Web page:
- What am I feeling today?
- What did that situation trigger within me?
- How do I want to feel?
- How do I want to show up?
Asking yourself challenging and inquisitive questions helps to delve into the why, and provides awareness and clarity around specific scenarios.
- Regression analysis to move forward
Something I’ve been working on a lot recently is how my past experiences are stored in my memory and how they show up for me now. Our whole belief systems and behaviours are shaped around our past experiences.
Sometimes these experiences weren’t ideal or may even be traumatic. These are experiences we all have and deal with in very different ways.
By revisiting our experiences, working through the emotions and even reframing them we can build new thought patterns that better support us now.
If you’ve never journaled around regression before I’d recommend doing this with the support of a dedicated app e.g. To Be Magnetic, or even a therapist, depending on the depth of support you need.
- Goal setting, ambitions and manifestations
This is my new favourite way to journal. I have spent a lot of time looking at my emotions, triggers and blockers and working through them. Don’t get me wrong, there’s always work to do BUT if you do the work, it really sets you up for goal-getting!
Writing down your goals, ambitions and manifestations sets the groundwork for achieving them. You can write it down as a loose dream or really get specific with actions and how you’re going to achieve them.
Last but by no means least, gratitude! Looking back at the past can help you heal. Looking forward toward your goals gets you focused but building a gratitude attitude really gets you grounded.
Listing out what you are grateful for you can see the abundance of what you already have.
When I’m feeling a little lost or frustrated I’ll often take 10 minutes at the end of the day to list out all the things in my life that I’m thankful for. It can be anything from a gorgeous cup of proper coffee I’ve had in the morning to appreciating my family and their health. Whatever you are grateful for, list it out and reflect on where you are now.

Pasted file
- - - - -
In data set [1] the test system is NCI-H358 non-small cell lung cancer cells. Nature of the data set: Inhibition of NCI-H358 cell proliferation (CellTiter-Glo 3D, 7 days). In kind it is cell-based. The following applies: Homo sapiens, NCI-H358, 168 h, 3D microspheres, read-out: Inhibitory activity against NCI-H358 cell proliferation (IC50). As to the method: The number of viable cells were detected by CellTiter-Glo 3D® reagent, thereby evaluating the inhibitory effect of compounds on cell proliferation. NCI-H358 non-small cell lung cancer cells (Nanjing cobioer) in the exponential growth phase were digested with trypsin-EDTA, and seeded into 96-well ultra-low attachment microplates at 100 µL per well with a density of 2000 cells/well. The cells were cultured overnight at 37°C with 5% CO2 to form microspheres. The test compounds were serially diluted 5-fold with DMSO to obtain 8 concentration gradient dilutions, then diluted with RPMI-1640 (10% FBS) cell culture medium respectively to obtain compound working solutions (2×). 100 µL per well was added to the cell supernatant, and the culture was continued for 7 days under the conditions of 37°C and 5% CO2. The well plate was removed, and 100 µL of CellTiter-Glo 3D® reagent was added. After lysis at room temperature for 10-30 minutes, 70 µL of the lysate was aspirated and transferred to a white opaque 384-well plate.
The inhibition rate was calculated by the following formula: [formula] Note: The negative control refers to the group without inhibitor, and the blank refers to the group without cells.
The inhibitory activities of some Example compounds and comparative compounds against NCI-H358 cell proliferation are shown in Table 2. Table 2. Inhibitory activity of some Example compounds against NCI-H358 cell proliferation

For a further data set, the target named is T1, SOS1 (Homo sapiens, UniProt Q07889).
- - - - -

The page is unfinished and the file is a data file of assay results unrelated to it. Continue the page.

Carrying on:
When should I journal?
Personally, the only time that works for me is bedtime. I don’t journal every night, it can range from 2-3 times per week. I keep my journal and pen on the bedside table so it’s easy to access and when I know I want to journal I head off to bed a little earlier than usual.
But I’ve said it before and I’ll say it again, this is your journaling journey so it’s whatever works for you! If that’s first thing in the morning before the day arrives, go for it. If it’s when you’re feeling your lowest or having an anxiety attack, grab the pen and paper. It’s such a personal process it has to work for you.
Good luck on your journaling journey!
- Journaling can support mental health issues such as anxiety and depression according to some studies
- There are lots of different ways to journal but some of our favourite are; summarising your day and emotions, freewriting, journal prompts, regression analysis, goal setting and gratitude
- There’s no right way or time to journal, so grab a pen and go for it!